October 17, 2012

Being A Feminist In A Relationship

The other day on Pinterest (because I'm a woman in my late twenties) I saw a quote that said "You're the type of guy I'd make a sandwich for." As a born feminist, it spoke to me. The boyfriend and I were discussing a very religious wedding he'd recently worked, where the priest told the bride that she needed to submit to her husband, and joked to the groom that a happy wife means a happy life. We both thought that was a ridiculous thing to say to two people about to commit their lives together: why not just politely advise the couple to do what they can to make each other happy?

I've been a feminist since before I knew what that word meant, but there are some stereotypically feminine things I really enjoy doing. I love cooking, cooking for others, I care about animals more than most people and love taking care of animals (and plants, though I have greater successes with animals), I enjoy being in an educational position, I'm a neat freak and am constantly cleaning or tidying up. And recently, I've developed an interest in home decorating (rather, discovered that I have a style). While there was a time in my life I thought my future held children and motherhood, I still never wanted to be a stay-at-home-mom, never wanted to be wholly financially dependent on my husband, never desired the traditional housewife role. As I grew up and realized it was never my dream to have children, just me mentally fulfilling the expectation that came along with my gender and dating guys who also made those assumptions, I inched closer towards being a modern feminist.

But I still want to get married, weird as that may sound. I still want to give up my name, have a wedding, be ridiculously in love, and adopt all the pets. I want to make one man feel like the luckiest man alive, and I'll want to make him a sandwich, if only because it would make him happy in that moment*. I would do that because making my spouse happy would be incredibly important to me, just as making me happy would be incredibly important to him.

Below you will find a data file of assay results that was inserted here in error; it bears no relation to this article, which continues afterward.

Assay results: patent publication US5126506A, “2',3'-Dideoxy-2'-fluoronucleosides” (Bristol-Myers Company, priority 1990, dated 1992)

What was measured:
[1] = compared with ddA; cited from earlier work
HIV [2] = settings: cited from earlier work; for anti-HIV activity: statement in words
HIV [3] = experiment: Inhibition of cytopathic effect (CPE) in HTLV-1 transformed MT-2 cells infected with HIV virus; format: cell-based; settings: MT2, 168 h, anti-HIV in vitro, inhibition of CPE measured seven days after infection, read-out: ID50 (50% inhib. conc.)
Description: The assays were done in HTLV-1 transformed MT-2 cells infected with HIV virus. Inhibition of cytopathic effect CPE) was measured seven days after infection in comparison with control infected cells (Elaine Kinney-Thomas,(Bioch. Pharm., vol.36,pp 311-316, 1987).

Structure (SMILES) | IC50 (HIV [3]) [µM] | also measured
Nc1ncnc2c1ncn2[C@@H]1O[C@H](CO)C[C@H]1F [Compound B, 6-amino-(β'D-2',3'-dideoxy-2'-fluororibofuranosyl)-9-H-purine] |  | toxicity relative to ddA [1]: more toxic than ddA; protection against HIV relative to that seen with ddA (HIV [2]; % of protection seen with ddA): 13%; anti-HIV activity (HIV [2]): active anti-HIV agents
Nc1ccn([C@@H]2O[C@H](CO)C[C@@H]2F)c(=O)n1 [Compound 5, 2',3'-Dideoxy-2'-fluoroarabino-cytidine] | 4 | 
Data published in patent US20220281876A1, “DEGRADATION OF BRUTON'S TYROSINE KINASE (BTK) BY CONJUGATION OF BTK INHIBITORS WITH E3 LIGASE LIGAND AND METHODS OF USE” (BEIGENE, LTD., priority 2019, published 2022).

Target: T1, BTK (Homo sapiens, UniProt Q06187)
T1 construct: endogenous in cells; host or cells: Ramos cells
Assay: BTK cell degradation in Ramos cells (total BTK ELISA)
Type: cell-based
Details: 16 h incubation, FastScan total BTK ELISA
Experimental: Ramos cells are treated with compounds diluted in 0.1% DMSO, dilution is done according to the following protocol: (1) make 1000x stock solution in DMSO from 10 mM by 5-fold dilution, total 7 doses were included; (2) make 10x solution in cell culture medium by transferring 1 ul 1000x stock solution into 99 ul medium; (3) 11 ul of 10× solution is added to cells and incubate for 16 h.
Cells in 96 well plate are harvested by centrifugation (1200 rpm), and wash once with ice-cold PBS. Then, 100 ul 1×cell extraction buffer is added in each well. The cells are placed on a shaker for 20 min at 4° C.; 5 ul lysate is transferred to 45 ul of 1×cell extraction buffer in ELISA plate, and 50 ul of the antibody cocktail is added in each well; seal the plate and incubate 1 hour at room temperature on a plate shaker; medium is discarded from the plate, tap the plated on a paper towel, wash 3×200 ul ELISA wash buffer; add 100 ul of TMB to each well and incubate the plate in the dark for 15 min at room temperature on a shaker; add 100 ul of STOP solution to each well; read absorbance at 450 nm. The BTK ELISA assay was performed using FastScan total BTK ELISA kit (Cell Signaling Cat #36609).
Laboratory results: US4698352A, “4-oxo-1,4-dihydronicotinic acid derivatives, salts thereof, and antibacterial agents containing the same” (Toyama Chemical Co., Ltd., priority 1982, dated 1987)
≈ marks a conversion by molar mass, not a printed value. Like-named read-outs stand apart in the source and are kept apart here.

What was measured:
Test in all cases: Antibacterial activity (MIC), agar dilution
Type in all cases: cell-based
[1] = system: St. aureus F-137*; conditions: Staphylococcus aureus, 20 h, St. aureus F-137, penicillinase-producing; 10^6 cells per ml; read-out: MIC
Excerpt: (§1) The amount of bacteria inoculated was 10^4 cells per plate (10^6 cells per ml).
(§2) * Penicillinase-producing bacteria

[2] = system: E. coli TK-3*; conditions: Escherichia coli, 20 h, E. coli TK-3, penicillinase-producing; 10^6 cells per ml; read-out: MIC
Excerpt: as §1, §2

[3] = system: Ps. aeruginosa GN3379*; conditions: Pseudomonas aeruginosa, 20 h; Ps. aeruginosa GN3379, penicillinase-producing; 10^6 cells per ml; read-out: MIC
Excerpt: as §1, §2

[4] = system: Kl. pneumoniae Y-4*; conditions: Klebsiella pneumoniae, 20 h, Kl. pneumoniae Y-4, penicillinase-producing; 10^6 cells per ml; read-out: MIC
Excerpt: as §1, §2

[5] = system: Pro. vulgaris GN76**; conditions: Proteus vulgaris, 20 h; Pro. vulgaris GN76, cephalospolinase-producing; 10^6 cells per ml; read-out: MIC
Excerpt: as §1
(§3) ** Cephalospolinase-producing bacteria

This idea - of mutual happiness - at first seemed out of line with traditional feminism; some women refuse to cook, or never bother learning how to be good at it, because it's "anti-feminist." These women might have children but only because they physically have to be the ones to do so  if they want them (we still haven't advanced that far in modern medicine) but will refuse to do anything but the most basic of childcare duties, throwing themselves into their jobs instead. But doing something for the sake of doing it is as bad as not doing something for the sake of not doing it.

In addition to being a feminist, I've also been a cynic pretty much since puberty and my adult years have only solidified those views. After watching marriages fall apart, see couples stay together for the wrong reasons, and see people be so sure they'll end up happily ever after only to see their relationships crumble (always painfully), my cynicism grew. I consoled women who saw their relationships completely fail when they were so sure they wouldn't. I thought maybe I'd marry my high school boyfriend only because he was so sure we were soul mates. I thought I'd probably end up marrying The Ex only because we'd been together so long. It was only after those relationships ended that I realized how wrong I'd been. But I was never so sure. I was never even sure. The very idea of being sure, much less so sure, is terrifying.

I started to realize I didn't really want kids when I was in college. I grew up the oldest of three in a home daycare house. There were always kids around. Always. And I helped. When I came home from school I popped a bag of popcorn and sat at the kitchen table to start my homework, and our regular daycare kid would come and sit with me and share my popcorn. Because I grew up with kids literally always around I knew what to do with them at a very young age. By the time I got old enough to start thinking about my own future I knew what work kids were, and knew that I wasn't very eager to get on that. The people I admired were childless: my uncle, who married in his 50s, never had kids and was able to spoil my sisters and I. The Director of HR at my first post-college job married in her late 30s, got herself snipped, and was able to buy lovely clothes, a sporty car and spend the night in a hotel with her husband, just because. Once I realized I could easily not worry about money, have leisure time, experience a marriage and spoil my nieces and nephews I was hooked.

This idea of modern feminism is sort of a blend of traditional female roles and the super feminist ideals. While we may not want children, we still want to experience the love and acceptance that comes with being married. We watched our parents do all the wrong things with us and each other, make the wrong kind of sacrifices, and we've learned. We'll get married for the right reasons, and if we have kids we'll remember why, and we'll teach them how to be good people. I think we'll see stronger families and relationships because of this.

*Should that man not eat sandwiches very often I would happily make him something else. Preferably something I also want to eat, so we can eat it together.

October 8, 2012

Why I Can Never Be Republican